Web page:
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  2. Yahoo! - Wikipedia

    en.wikipedia.org/wiki/Yahoo!

    Yahoo (/ ˈ j ɑː h uː /, styled as yahoo!) is an American web services provider. It is headquartered in Sunnyvale, California and operated by the namesake company Yahoo! Inc., which is 90% owned by investment funds managed by Apollo Global Management and 10% by Verizon Communications.

  3. Single sign-on - Wikipedia

    en.wikipedia.org/wiki/Single_sign-on

    Single sign-on (SSO) is an authentication scheme that allows a user to log in with a single ID and password to any of several related, yet independent, software systems. True single sign-on allows the user to log in once and access services without re-entering authentication factors.

  4. Peace symbols - Wikipedia

    en.wikipedia.org/wiki/Peace_symbols

    The V sign (U+270C VICTORY HAND in Unicode) is a hand gesture, palm outwards, with the index and middle fingers open and all others closed. It had been used to represent victory during the Second World War. During the 1960s in the US, activists against the Vietnam War and in subsequent anti-war protests adopted the gesture as a sign of peace.

  5. Terrace House - Wikipedia

    en.wikipedia.org/wiki/Terrace_House

    Terrace House (Japanese: テラスハウス, Hepburn: Terasu Hausu) is a Japanese reality television show franchise consisting of five series and one theatrical film. The show follows the lives of six strangers, three men and three women from different walks of life, who live under the same roof while getting to know and date each other.

  6. Student rights in higher education - Wikipedia

    en.wikipedia.org/wiki/Student_rights_in_higher...

    Canada. Canada, like the United States, has a number of laws and court precedents which regulate higher education and provide student rights. The Canadian Encyclopedia, which details issues of Canadian life and governance, states that in Canada "Basically two sorts of rights apply to students: substantive rights – the actual rights that students should enjoy – and procedural rights ...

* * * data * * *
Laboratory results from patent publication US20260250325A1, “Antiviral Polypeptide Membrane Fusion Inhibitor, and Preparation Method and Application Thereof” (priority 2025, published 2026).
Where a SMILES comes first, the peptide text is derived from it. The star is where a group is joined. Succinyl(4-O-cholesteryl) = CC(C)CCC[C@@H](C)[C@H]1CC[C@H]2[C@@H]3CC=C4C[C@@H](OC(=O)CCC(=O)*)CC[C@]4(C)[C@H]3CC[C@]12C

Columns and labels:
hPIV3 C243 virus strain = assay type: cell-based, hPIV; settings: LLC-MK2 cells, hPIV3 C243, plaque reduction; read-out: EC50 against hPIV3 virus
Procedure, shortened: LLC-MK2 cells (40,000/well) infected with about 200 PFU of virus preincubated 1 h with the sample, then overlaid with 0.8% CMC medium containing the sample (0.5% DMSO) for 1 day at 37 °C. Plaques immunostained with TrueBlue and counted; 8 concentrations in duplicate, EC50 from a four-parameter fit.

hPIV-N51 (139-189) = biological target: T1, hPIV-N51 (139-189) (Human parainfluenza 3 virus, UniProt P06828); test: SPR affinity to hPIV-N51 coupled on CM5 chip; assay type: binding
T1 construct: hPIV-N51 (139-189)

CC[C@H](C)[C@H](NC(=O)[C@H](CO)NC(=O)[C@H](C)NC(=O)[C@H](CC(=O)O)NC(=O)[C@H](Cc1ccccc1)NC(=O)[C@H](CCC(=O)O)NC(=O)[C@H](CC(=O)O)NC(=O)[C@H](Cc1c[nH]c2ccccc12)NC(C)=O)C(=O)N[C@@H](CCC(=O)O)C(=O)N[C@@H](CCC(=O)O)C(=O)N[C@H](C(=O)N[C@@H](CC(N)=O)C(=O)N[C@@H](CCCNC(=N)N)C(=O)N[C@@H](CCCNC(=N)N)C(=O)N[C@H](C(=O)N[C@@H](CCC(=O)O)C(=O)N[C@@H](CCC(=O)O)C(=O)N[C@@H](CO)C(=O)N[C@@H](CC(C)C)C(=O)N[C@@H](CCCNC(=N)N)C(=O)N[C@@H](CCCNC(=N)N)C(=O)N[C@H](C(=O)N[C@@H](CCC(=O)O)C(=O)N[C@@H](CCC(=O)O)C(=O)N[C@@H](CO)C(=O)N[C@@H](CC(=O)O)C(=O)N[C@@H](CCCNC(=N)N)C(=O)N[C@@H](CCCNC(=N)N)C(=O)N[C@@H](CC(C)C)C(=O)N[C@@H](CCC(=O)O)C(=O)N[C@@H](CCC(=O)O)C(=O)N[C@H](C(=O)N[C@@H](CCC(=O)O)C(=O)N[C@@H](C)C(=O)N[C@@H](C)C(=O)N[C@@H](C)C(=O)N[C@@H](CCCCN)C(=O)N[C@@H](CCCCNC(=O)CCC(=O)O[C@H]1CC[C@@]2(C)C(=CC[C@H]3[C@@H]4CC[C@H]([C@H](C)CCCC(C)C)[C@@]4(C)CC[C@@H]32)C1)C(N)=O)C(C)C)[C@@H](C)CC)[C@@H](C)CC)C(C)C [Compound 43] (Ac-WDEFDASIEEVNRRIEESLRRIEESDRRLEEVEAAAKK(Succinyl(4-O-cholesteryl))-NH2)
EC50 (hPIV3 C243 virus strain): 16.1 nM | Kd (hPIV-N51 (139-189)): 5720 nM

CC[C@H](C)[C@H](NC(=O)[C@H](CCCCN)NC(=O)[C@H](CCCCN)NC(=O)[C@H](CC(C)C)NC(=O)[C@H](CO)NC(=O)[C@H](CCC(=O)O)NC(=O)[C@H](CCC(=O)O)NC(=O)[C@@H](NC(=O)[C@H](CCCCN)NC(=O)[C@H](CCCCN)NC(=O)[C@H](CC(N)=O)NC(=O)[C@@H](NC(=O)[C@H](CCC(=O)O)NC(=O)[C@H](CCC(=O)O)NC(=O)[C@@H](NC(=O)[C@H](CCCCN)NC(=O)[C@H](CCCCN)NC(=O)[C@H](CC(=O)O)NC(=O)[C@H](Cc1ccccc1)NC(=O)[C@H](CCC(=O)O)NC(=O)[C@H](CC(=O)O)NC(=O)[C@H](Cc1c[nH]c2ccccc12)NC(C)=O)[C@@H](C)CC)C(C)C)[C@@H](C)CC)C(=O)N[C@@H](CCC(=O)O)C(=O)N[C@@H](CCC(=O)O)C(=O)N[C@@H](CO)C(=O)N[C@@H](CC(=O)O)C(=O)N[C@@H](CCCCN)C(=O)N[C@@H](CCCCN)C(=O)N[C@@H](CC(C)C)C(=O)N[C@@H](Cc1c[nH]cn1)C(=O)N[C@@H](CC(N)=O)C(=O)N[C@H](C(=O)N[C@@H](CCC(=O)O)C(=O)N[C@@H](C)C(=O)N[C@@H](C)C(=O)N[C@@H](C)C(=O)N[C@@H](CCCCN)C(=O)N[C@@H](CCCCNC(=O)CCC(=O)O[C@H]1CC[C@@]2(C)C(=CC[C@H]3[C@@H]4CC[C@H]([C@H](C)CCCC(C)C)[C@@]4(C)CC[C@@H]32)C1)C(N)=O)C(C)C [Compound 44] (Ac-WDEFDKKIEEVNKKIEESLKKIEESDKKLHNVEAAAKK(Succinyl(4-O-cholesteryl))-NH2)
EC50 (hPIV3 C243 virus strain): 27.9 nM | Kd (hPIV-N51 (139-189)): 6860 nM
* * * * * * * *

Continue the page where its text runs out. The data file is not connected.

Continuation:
7. Mozilla Foundation - Wikipedia

    en.wikipedia.org/wiki/Mozilla_Foundation

    The Mozilla Foundation (stylized as moz://a) is an American non-profit organization that exists to support and collectively lead the open source Mozilla project. Founded in July 2003, the organization sets the policies that govern development, operates key infrastructure and controls Mozilla trademarks and copyrights.

  8. Fark - Wikipedia

    en.wikipedia.org/wiki/Fark

    Fark is a community website created by Drew Curtis that allows members to comment on a daily batch of news articles and other items from various websites. The site receives many story submissions per day and approximately 100 of them are publicly displayed on the site, spread out over the main page as well as topical tabs that are organized as entertainment, sports, geek, politics and business).

  9. Pepsi Stuff - Wikipedia

    en.wikipedia.org/wiki/Pepsi_Stuff

    Pepsi Stuff was a major loyalty program launched by PepsiCo, first in North America on March 28, 1996 and then around the world, [citation needed] featuring premiums — such as T-shirts, hats, denim and leather jackets, bags, and mountain bikes — that could be purchased with Pepsi Points through the Pepsi Stuff Catalog or online.